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"Abandoned" daughter or "spoiled brat"? Teen sues her parents for cutting off tuition

An 18-year-old New Jersey student takes her family to court for her school bills

Mary Elizabeth Williams
March 4, 2014 9:56PM (UTC)

Even in the typically impressive annals of teen family dramas, this one's a doozy. An 18-year-old New Jersey high school senior is suing her parents to get them to pay for her school tuition.

Rachel Canning was in a Morris County court Monday and will be back there again Tuesday to make her case that her parents have "abandoned" her. She claims that she has no means of supporting herself or paying to attend any of the colleges of her choice in the fall. Her parents, on the other hand, say they're "distraught" and "dumbfounded" over their daughter's behavior.


While accounts of how the family rift occurred differ, a few facts are clear. Canning is in many ways a model kid. She's an honor student and cheerleader who dreams of becoming a biomedical engineer. She has already received a $20,000 scholarship from one university and acceptances from several others. Her father, a former local police chief, says that "We have a college fund that's available to her -- there's no doubt about that," but admits that the family has stopped payment on her current tuition at Morris Catholic, and has kept the car they bought her.

Then the story begins to diverge. Rachel has not been living with her parents and siblings since the fall, when her parents say she ran away after refusing to adhere to the house rules. "There’s minor chores," her father says. "There’s curfews – when I say curfew, it’s usually after 11 o’clock at night." He says that a DCP&P representative visited his family's home last fall and claimed Rachel was "spoiled" and ended the investigation. He says that "We love our child and miss her. This is terrible. It’s killing me and my wife. We have a child we want home. We’re not Draconian and now we’re getting hauled into court. She’s demanding that we pay her bills but she doesn’t want to live at home and she’s saying, 'I don’t want to live under your rules'."

Rachel, meanwhile, claims she didn't run away, but chose to move in with her best friend's family after her parents told her to break up with her boyfriend or get out. In court papers, she contends, "My parents have rationalized their actions by blaming me for not following their rules.  They stopped paying my high school tuition to punish the school and me and have redirected my college fund, indicating their refusal to afford me an education as a punishment." A school official has attested she witnessed an argument between Rachel and her mother in which she heard "Elizabeth Canning call her daughter a foul name and say she didn’t want to speak to her daughter again." Rachel's best friend's father, attorney John Inglesino, is funding the current lawsuit, and says he's already spent over $12,000 on the case because "he wants Rachel to have a great future." He is requesting her family pay the legal fees as well.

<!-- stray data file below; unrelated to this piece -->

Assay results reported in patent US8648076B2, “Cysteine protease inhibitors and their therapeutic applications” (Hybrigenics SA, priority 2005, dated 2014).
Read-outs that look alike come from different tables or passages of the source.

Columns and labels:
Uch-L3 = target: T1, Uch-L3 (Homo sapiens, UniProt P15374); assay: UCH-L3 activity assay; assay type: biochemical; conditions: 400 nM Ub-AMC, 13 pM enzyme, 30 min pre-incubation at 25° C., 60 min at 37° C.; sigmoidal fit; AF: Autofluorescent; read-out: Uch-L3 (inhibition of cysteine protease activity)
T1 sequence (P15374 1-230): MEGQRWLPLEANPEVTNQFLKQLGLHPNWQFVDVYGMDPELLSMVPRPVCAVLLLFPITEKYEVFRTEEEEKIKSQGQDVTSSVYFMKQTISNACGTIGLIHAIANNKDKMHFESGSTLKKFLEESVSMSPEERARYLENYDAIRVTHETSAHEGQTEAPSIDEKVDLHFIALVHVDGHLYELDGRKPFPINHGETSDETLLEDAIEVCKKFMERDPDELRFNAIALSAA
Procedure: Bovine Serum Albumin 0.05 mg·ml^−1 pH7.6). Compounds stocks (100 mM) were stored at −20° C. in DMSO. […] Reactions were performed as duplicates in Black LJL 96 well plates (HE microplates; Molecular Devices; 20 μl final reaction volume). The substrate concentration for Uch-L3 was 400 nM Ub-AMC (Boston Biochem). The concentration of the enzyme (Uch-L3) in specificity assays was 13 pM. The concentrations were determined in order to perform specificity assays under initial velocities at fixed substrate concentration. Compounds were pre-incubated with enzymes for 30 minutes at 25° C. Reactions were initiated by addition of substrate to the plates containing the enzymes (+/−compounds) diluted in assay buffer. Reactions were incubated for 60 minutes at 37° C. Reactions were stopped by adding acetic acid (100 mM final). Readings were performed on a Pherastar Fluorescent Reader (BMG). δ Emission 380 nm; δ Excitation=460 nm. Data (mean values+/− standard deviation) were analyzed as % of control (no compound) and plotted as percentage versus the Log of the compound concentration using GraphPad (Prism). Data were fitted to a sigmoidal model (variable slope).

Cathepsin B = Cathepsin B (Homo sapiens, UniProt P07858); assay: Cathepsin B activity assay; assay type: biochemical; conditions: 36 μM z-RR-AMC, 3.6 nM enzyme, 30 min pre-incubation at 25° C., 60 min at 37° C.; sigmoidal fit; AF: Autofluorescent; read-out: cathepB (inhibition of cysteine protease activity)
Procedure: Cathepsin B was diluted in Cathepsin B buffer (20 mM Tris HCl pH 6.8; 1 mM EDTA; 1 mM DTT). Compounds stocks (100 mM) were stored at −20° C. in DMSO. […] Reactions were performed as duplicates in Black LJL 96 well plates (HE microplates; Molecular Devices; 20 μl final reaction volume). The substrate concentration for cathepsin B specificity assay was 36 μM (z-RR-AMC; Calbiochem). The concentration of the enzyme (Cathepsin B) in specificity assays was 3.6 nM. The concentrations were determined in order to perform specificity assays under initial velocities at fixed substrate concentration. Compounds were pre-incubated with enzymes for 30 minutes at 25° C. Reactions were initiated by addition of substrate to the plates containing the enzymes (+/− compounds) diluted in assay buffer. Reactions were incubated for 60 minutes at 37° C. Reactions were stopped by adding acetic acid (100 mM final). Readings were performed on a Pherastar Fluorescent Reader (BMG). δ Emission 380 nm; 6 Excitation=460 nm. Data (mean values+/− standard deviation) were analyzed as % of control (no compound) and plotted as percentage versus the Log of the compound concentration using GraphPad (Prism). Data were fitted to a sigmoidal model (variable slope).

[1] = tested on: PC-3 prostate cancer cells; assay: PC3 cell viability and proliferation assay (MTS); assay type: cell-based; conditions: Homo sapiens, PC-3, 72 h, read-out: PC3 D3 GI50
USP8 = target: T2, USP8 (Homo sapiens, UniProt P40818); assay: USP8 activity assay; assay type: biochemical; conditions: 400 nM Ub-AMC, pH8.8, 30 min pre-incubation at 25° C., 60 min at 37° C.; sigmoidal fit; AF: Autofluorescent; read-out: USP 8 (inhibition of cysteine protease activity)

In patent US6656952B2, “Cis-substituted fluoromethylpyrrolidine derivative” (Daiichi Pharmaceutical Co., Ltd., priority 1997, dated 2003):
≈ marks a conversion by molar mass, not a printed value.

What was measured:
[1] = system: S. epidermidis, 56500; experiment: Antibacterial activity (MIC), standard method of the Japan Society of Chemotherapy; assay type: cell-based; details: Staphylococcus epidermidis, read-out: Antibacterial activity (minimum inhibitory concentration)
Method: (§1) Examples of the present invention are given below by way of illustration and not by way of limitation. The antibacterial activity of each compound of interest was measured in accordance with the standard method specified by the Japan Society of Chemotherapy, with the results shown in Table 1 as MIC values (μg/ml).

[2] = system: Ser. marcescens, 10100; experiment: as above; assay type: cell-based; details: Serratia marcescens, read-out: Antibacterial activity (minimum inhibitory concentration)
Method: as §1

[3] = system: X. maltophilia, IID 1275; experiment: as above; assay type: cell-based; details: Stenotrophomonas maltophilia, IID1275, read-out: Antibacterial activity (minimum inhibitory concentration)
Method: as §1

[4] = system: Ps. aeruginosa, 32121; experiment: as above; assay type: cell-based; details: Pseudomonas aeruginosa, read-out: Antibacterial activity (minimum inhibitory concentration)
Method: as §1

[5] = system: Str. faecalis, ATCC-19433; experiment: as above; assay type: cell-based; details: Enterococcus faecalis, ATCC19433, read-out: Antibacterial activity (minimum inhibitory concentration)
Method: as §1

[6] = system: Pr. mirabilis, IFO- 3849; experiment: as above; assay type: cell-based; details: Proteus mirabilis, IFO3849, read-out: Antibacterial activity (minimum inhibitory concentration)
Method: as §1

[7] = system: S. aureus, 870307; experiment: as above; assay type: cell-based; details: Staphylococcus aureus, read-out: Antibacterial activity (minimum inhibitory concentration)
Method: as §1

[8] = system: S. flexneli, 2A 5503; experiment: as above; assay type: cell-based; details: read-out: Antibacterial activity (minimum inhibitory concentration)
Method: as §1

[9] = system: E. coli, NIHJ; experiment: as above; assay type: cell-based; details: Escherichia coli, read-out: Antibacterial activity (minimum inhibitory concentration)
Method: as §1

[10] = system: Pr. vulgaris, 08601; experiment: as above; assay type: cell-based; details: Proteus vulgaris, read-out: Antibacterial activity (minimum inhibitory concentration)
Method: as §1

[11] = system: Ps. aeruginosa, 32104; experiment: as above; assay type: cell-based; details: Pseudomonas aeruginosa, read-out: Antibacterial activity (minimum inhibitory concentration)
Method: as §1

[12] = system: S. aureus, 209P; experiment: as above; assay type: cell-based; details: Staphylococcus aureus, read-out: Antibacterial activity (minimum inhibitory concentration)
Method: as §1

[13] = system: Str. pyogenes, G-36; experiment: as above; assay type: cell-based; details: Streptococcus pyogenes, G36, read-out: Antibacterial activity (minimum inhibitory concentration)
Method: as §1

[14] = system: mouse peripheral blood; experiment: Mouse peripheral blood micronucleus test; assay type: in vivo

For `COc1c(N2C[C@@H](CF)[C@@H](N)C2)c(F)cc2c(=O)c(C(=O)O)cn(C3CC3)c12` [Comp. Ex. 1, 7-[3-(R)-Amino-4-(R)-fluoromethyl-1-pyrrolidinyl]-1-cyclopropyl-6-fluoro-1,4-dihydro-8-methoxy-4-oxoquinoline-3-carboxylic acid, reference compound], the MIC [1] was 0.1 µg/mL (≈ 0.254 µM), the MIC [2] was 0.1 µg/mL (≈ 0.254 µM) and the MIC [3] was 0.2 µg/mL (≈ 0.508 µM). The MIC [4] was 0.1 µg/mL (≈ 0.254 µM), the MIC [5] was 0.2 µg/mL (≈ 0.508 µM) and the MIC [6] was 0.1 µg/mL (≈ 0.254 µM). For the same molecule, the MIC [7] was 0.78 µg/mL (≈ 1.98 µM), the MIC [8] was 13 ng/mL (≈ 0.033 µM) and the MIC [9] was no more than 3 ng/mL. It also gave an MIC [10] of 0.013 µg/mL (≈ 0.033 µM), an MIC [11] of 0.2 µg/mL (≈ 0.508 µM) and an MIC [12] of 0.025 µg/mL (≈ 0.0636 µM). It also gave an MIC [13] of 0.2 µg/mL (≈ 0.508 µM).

Contrary to a popular opinion – and that private countdown clock ticking away in many parents' minds – a child is not automatically legally let loose to fend for him- or herself upon reaching an 18th birthday. Just because you can vote, work, enlist in the armed forced and get married doesn't mean your parents are no longer obliged to care for you.  As Theodore Sliwinski explains on DivorceNet, "a court may not emancipate a child over the age of 18 if he or she is in still in college and relies on parental support." And this why Rachel actually has a case. Family-law attorney Sheldon Simon told the Daily Record Monday that while the case is "highly unusual," "a child is not emancipated until they’re on their own. Even if a child and the parents don’t get along, that doesn’t relieve the parents of their responsibility."

While it's still up to the New Jersey legal system to determine whether Canning will succeed in it, she's definitely already lost in the court of public opinion. The comments on the local CBS and ABC stories run overwhelmingly in the "spoiled brat" side. Her father more charitably says that "I know Rachel is a) a good kid, b) an incredibly rebellious teen, and she’s getting some terrible information."

It's hard for the many, many of us who cobbled together our educations while working thankless, crappy jobs to have a lot of sympathy for an able-bodied, intelligent girl who'd haul her parents into court to make them pay for college. But it's also got to be a humiliating and very scary blow for a high school student to have her folks stop supporting her and paying her current tuition. The Cannings entered into an understanding at the beginning of the year with Morris Catholic, and their current family dispute is leaving the school and their daughter in the lurch – a tacky and unnecessary move.


Whatever the outcome, the unusual case isn't just about one allegedly very "spoiled" girl and her tough love parents. It's about the fact that turning 18 really doesn't make anybody automatically an adult. Canning is a smart girl, and she could likely do just fine in the world even without the college funds her parents had originally earmarked for her. Lots and lots of people manage to get educated and have careers without a big fat parental financial safety net. What's sad for all sides right now is that there's nothing any judge can do to make a teenager and her parents have a loving, supportive relationship. That's what Canning really needs, even more than a few grand for college.

Mary Elizabeth Williams

Mary Elizabeth Williams is a staff writer for Salon and author of "A Series of Catastrophes & Miracles."

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